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Collaboration Data Objects for Exchange 2000 Server (CDOEX)

Exchange Server 2003

Collaboration Data Objects for Exchange 2000 Server (CDOEX)

This content is no longer actively maintained. It is provided as is, for anyone who may still be using these technologies, with no warranties or claims of accuracy with regard to the most recent product version or service release. This topic provides information about using Collaboration Data Objects for Exchange 2000 Server (CDOEX) to develop messaging applications.

Introduction

CDOEX provides the fundamental Component Object Model (COM) classes and interfaces that are used to manage most types of information in the Exchange store. CDOEX provides a superset of the functionality provided by CDO for Windows 2000.

Caveats

CDOEX can only be run on a computer on which Exchange has been installed. On a computer on which Exchange is installed, CDOEX replaces CDOSYS. Exchange must be running to access the CDOEX-specific functionality. However, applications can use the basic CDOSYS functionality without Exchange.

Functional Criteria

Criteria Collaboration Data Objects for Exchange 2000 Server(CDOEX)
Application Domain CDOEX is used in applications that use messaging to send and process e-mail, calendar, and contact information, as well as allowing programmatic access to mailbox and public folders. Note that CDOEX can only be run from a computer on which Exchange has been installed.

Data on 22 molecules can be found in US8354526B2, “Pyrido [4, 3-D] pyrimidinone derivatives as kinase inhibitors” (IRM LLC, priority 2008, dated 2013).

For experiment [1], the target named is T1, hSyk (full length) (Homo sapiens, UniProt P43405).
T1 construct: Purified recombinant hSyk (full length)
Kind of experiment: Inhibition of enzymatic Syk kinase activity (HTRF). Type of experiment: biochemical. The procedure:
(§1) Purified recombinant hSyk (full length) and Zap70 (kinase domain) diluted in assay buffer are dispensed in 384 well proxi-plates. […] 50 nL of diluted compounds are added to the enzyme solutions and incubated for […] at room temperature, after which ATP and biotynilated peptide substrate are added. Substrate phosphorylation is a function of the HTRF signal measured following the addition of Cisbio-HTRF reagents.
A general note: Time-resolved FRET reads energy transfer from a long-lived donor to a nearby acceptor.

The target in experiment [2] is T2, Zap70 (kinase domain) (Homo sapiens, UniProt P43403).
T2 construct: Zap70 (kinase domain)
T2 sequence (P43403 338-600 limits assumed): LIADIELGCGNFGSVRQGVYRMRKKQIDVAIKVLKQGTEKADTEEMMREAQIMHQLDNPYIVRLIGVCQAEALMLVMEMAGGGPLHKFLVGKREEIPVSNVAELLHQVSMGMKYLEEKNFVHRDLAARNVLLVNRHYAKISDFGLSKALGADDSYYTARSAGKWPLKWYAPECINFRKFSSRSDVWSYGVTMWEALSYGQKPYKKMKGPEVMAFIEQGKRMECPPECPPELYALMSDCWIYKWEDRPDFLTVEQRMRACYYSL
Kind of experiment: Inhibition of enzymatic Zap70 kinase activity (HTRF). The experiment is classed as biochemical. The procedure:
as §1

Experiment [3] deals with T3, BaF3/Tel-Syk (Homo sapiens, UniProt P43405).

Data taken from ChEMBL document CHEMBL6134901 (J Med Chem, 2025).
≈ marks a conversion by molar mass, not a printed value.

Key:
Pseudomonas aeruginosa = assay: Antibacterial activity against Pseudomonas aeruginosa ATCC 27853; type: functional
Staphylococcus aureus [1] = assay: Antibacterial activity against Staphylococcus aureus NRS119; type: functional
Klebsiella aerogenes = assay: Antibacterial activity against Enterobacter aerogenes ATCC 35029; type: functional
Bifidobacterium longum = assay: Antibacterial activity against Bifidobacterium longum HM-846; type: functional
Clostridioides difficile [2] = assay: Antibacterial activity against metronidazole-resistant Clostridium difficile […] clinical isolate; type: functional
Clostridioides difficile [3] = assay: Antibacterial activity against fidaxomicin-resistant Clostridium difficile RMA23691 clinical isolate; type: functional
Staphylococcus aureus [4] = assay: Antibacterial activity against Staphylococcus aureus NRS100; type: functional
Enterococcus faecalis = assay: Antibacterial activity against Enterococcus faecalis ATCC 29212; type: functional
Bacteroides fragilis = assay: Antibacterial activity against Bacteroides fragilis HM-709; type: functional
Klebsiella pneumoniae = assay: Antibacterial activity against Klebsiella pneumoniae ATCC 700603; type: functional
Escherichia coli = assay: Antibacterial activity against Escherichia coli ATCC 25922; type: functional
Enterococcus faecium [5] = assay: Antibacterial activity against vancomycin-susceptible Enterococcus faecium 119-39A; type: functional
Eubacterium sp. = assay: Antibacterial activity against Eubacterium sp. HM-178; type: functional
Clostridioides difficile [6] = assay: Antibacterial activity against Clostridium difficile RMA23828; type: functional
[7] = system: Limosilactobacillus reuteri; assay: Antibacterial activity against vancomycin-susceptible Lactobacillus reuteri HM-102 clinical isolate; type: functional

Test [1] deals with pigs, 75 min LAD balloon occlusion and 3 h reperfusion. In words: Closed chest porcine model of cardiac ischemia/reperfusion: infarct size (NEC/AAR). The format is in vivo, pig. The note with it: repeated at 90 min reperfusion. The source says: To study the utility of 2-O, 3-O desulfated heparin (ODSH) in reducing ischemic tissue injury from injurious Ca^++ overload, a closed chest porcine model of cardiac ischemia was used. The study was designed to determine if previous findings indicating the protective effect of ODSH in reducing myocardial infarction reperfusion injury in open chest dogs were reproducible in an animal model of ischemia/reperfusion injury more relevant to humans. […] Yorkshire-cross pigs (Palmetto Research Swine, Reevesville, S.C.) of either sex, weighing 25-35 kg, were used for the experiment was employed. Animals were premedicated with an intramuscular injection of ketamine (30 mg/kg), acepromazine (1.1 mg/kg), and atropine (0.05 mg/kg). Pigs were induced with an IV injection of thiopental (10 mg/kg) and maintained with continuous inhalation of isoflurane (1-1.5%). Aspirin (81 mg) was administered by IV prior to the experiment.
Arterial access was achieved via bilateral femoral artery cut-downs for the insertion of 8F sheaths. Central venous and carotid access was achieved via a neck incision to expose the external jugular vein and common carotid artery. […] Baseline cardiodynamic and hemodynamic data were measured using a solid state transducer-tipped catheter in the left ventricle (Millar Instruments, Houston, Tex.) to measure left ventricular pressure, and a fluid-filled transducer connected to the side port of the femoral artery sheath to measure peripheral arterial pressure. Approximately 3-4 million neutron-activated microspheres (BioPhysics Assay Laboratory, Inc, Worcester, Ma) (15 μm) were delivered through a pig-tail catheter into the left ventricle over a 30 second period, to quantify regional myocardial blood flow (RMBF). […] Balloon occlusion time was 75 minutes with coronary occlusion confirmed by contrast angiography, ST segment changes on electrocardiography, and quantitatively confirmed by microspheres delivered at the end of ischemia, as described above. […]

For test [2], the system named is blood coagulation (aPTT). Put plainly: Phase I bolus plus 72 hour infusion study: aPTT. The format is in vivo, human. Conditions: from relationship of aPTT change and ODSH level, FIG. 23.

Major Objects CDOEX provides COM/Automation-compatible objects that represent items that user-focused applications work with. These include the Person (contact), Addressee, Appointment, Attendee, CalendarMessage, Configuration, DropDirectory, Folder, Item, and Message classes.
Data Access Model Mixed: collections of some object types can be accessed as ADO row sets using the Data Source object. The individual rows represent other CDOEX objects.
Threading Models No specific threading prohibitions. However, applications that use free-threading should never share CDOEX object instances among asynchronously operating threads.
Application Architectures Typical uses are for advanced access to a user's messages and other information stored in Exchange, implemented via an ASP application running on a server on which Exchange is installed.
Remote Usage CDOEX is not supported for remote use.
Transactions No.
Management Capabilities CDOEX does not generate Windows 2000 Event Log entries, and no performance counters are available to measure it.
Availability Currently shipping with Exchange 2000 Server and Exchange Server 2003. No changes are anticipated at this time.

Development Criteria

Criteria Collaboration Data Objects for Exchange 2000 Server (CDOEX)
Languages and Tools CDOEX can be used with any COM/Automation-compatible language, as well as with non-COM languages such as C/C++.
Managed Implementation CDOEX is an unmanaged component. Use of CDOEX is supported under the COM Interoperability layer of Visual Studio .NET and the .NET Framework.
Scriptable CDOEX is scriptable by means of ASP and Windows Scripting Host.